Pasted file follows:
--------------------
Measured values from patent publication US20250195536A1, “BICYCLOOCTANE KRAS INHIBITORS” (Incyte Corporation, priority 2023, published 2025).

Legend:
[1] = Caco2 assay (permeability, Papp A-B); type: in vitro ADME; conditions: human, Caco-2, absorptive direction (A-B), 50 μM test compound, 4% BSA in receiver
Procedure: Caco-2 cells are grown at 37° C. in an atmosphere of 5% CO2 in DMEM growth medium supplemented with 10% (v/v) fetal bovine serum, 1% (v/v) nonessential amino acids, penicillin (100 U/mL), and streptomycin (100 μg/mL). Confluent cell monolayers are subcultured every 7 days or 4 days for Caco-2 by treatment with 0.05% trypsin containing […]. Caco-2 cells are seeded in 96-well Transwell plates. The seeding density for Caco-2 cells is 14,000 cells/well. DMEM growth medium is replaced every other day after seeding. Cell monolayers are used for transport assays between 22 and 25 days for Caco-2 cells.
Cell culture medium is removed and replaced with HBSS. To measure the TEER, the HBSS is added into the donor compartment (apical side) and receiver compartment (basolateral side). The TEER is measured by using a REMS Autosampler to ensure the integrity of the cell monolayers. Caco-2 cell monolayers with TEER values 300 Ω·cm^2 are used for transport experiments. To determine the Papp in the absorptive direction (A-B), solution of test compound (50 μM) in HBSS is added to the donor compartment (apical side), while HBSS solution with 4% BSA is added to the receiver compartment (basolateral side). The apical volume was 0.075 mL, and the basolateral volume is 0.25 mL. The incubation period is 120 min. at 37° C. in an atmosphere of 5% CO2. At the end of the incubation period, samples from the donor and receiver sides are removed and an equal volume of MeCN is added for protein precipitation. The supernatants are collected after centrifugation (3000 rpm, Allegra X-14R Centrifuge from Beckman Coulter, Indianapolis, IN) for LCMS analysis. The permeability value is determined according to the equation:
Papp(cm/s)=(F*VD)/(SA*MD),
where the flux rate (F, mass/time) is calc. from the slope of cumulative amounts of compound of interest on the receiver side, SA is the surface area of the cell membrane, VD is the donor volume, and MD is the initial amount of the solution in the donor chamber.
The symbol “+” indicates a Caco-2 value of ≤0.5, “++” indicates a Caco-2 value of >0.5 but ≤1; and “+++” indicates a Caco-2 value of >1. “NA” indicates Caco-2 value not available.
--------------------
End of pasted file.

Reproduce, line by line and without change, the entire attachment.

Measured values from patent publication US20250195536A1, “BICYCLOOCTANE KRAS INHIBITORS” (Incyte Corporation, priority 2023, published 2025).

Legend:
[1] = Caco2 assay (permeability, Papp A-B); type: in vitro ADME; conditions: human, Caco-2, absorptive direction (A-B), 50 μM test compound, 4% BSA in receiver
Procedure: Caco-2 cells are grown at 37° C. in an atmosphere of 5% CO2 in DMEM growth medium supplemented with 10% (v/v) fetal bovine serum, 1% (v/v) nonessential amino acids, penicillin (100 U/mL), and streptomycin (100 μg/mL). Confluent cell monolayers are subcultured every 7 days or 4 days for Caco-2 by treatment with 0.05% trypsin containing […]. Caco-2 cells are seeded in 96-well Transwell plates. The seeding density for Caco-2 cells is 14,000 cells/well. DMEM growth medium is replaced every other day after seeding. Cell monolayers are used for transport assays between 22 and 25 days for Caco-2 cells.
Cell culture medium is removed and replaced with HBSS. To measure the TEER, the HBSS is added into the donor compartment (apical side) and receiver compartment (basolateral side). The TEER is measured by using a REMS Autosampler to ensure the integrity of the cell monolayers. Caco-2 cell monolayers with TEER values 300 Ω·cm^2 are used for transport experiments. To determine the Papp in the absorptive direction (A-B), solution of test compound (50 μM) in HBSS is added to the donor compartment (apical side), while HBSS solution with 4% BSA is added to the receiver compartment (basolateral side). The apical volume was 0.075 mL, and the basolateral volume is 0.25 mL. The incubation period is 120 min. at 37° C. in an atmosphere of 5% CO2. At the end of the incubation period, samples from the donor and receiver sides are removed and an equal volume of MeCN is added for protein precipitation. The supernatants are collected after centrifugation (3000 rpm, Allegra X-14R Centrifuge from Beckman Coulter, Indianapolis, IN) for LCMS analysis. The permeability value is determined according to the equation:
Papp(cm/s)=(F*VD)/(SA*MD),
where the flux rate (F, mass/time) is calc. from the slope of cumulative amounts of compound of interest on the receiver side, SA is the surface area of the cell membrane, VD is the donor volume, and MD is the initial amount of the solution in the donor chamber.
The symbol “+” indicates a Caco-2 value of ≤0.5, “++” indicates a Caco-2 value of >0.5 but ≤1; and “+++” indicates a Caco-2 value of >1. “NA” indicates Caco-2 value not available.